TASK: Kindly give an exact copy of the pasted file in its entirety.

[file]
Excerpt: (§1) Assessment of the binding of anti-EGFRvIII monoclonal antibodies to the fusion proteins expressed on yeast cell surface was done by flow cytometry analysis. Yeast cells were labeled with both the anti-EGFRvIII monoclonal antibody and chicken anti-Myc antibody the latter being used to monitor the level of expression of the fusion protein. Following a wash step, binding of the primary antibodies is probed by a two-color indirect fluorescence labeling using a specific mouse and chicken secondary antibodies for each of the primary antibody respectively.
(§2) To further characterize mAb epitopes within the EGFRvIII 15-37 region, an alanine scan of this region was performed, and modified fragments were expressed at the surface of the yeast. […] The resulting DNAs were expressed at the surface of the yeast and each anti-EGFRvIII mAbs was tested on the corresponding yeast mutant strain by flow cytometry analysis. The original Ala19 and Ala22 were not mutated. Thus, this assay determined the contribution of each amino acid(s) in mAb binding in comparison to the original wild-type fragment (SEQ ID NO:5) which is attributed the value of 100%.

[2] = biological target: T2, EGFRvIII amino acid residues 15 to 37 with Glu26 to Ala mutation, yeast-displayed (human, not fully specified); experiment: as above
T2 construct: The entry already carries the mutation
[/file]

Excerpt: (§1) Assessment of the binding of anti-EGFRvIII monoclonal antibodies to the fusion proteins expressed on yeast cell surface was done by flow cytometry analysis. Yeast cells were labeled with both the anti-EGFRvIII monoclonal antibody and chicken anti-Myc antibody the latter being used to monitor the level of expression of the fusion protein. Following a wash step, binding of the primary antibodies is probed by a two-color indirect fluorescence labeling using a specific mouse and chicken secondary antibodies for each of the primary antibody respectively.
(§2) To further characterize mAb epitopes within the EGFRvIII 15-37 region, an alanine scan of this region was performed, and modified fragments were expressed at the surface of the yeast. […] The resulting DNAs were expressed at the surface of the yeast and each anti-EGFRvIII mAbs was tested on the corresponding yeast mutant strain by flow cytometry analysis. The original Ala19 and Ala22 were not mutated. Thus, this assay determined the contribution of each amino acid(s) in mAb binding in comparison to the original wild-type fragment (SEQ ID NO:5) which is attributed the value of 100%.

[2] = biological target: T2, EGFRvIII amino acid residues 15 to 37 with Glu26 to Ala mutation, yeast-displayed (human, not fully specified); experiment: as above
T2 construct: The entry already carries the mutation